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Corinna Fales Consulting

This book is NOT a safe space: the unintended harm of political correctness

"This book is a real gift, an unusual contribution to the necessary conversation--really an upheaval--about how we, who are a 'this,' a 'that,' and 'an other' are to live with those who are not this, not that, and not the other."


- Dr. Todd Gitlin, Professor of Journalism & Sociology; 

Chair, Ph.D. Program in Communications, Columbia        University                             

 DIFFERENT: Our Universal              Longing for Community

   "Truly fascinating and an important contribution. We          need this message in today’s times.”


    - Dr. Karen Wynn, Professor of Psychology 

    & Cognitive Science at Yale University

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Part of a longer review on Amazon: 

Customer Review


 Reviewed in the United States on April 11, 2020

Verified Purchase

Corinna Fales' book, "This Is Not a Safe Space" is a wisdom book, told with stories -- her stories and those of others she grew up with and interviewed. The efforts to enforce a rhetorical orthodoxy, first termed Political Correctness by people on the left and then the right (both hostile to what has come to be termed PC), has become widely adopted. PC, as Fales analyzes it, is an effort to enforce an orthodoxy, or orthodoxies, that primarily serve the ambitions of the enforcers, who generally stand in positions of power -- gatekeepers -- as well as those who wish to obscure their own class power -- something Fales addresses at the end. Like Fales, I have always seen PC as antithetical to what activists fought for in the 1950s and '60s. They fought to dismantle the color line, to allow Black people, like White people, to choose their associates and their cultural forms, as well as to demand respect for people whose cultures and experiences are different from one's own (some things she addresses in greater depth in her earlier book "Different: Our Universal Longing for Community"). The Freedom movement aimed to bring into being a nation in which, as Fales so aptly quotes Martin Luther King Jr, one would be judged by the content of one's character, not the color of one's skin.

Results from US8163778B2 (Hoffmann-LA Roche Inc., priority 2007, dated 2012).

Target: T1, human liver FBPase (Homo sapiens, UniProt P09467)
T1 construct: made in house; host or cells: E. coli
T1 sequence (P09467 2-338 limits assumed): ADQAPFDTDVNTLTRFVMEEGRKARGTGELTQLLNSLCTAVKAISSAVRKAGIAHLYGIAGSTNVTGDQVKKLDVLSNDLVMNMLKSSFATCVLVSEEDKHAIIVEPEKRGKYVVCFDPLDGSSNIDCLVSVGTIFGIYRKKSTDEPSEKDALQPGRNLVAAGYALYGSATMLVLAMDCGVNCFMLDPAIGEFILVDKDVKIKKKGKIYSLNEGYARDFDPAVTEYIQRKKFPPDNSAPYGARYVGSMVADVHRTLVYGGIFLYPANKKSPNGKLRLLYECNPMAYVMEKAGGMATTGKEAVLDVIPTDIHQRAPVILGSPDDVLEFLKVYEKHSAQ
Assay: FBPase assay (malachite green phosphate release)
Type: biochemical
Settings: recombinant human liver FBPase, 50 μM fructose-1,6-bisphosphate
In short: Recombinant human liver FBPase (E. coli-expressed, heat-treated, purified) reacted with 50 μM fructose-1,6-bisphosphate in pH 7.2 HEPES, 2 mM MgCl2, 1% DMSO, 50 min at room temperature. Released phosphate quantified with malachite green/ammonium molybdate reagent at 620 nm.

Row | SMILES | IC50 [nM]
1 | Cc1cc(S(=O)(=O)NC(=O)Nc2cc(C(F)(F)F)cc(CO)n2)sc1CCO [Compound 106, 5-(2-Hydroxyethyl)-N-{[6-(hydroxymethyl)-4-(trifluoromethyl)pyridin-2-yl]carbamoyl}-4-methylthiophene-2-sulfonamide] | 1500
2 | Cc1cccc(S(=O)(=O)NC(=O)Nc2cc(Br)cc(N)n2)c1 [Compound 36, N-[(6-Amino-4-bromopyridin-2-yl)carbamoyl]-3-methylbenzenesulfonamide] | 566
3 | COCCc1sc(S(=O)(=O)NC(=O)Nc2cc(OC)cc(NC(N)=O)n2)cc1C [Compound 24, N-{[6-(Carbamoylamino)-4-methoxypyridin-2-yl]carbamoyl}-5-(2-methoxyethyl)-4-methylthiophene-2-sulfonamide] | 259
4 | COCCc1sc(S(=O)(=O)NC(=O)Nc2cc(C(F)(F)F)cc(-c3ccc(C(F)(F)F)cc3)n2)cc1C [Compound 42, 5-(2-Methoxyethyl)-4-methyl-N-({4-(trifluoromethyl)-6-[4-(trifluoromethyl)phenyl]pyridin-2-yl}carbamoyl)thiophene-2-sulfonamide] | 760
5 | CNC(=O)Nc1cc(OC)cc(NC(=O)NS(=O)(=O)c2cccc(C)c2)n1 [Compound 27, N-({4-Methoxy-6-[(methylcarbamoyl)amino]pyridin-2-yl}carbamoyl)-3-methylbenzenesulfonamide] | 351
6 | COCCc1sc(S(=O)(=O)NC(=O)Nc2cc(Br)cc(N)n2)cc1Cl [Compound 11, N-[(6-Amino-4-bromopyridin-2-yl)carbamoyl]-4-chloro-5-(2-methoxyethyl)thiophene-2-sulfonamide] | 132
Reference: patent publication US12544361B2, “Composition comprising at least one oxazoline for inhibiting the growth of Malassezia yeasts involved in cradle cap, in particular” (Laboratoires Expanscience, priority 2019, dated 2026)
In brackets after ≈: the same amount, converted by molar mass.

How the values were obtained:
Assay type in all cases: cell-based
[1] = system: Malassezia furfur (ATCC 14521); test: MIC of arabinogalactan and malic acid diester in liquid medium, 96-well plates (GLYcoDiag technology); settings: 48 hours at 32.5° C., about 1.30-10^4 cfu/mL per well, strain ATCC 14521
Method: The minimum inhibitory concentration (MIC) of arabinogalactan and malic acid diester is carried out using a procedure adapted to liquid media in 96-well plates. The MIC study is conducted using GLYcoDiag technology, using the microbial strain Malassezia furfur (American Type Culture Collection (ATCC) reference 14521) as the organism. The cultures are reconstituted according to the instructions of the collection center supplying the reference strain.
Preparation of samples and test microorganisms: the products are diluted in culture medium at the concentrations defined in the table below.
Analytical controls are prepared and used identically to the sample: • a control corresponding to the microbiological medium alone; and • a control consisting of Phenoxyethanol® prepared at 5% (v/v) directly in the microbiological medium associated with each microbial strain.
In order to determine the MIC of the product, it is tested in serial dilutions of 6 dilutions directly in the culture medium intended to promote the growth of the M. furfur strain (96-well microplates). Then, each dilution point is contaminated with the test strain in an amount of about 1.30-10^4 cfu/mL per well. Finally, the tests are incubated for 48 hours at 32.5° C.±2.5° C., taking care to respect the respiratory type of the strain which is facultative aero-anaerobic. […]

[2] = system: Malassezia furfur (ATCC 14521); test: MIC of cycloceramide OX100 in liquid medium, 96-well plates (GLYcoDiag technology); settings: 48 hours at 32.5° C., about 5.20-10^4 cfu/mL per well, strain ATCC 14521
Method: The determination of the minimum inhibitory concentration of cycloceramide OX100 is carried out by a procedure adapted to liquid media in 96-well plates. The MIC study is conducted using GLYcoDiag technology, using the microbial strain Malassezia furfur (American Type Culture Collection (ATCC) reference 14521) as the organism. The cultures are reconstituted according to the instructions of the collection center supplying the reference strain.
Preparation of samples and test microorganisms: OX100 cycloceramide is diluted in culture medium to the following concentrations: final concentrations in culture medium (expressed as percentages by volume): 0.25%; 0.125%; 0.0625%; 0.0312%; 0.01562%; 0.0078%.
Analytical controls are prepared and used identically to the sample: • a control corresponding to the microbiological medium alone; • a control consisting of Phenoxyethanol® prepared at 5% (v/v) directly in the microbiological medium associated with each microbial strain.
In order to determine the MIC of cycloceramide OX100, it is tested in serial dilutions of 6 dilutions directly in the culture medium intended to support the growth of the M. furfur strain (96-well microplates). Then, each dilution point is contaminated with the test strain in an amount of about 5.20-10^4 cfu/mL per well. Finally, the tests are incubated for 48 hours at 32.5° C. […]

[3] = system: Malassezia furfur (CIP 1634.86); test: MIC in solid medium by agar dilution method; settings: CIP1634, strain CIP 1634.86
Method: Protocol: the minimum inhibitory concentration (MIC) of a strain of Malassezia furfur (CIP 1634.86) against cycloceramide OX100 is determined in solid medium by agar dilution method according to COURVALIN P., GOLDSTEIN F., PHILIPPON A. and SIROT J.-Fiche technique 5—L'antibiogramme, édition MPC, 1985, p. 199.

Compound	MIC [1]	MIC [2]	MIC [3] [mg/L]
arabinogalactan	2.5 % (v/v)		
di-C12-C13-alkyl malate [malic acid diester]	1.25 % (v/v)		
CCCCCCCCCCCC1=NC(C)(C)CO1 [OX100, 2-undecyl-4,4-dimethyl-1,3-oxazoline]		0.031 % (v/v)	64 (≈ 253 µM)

Click here to buy at Amazon

One review on Amazon:

Customer Review

Amazon Customer

Reviewed in the United States on March 18, 2018

Verified Purchase

This is a touching and insightful look inside the lives of a group of individuals who lived in a unique rural Pennsylvania college town in the immediate post-World War II era. The author skillfully interviews those who lived and worked at one of the nation's first black colleges, examining their personal stories with a focus on attitudes towards race and income inequalities. These personal stories reveal the true feelings of those who experienced this relatively integrated racial environment well before the Civil Rights legislation that followed later. The personal stories are told with a non-judgmental poignancy that delights the soul. This page-turner captivates the reader while leading us gently to examine our own beliefs about race. The author concludes by summarizing key insights gleaned from these personal interviews leaving the reader with an optimism that racial harmony is possible if goodwill is shown by all. I highly recommend this book.

The author and friend

Marita Rivero

Eddie Benard at his home

in the Lincoln Village

Video of the author's talk on DIFFERENT at Lincoln University

Contact Information

Corinna Fales Consulting

[email protected]

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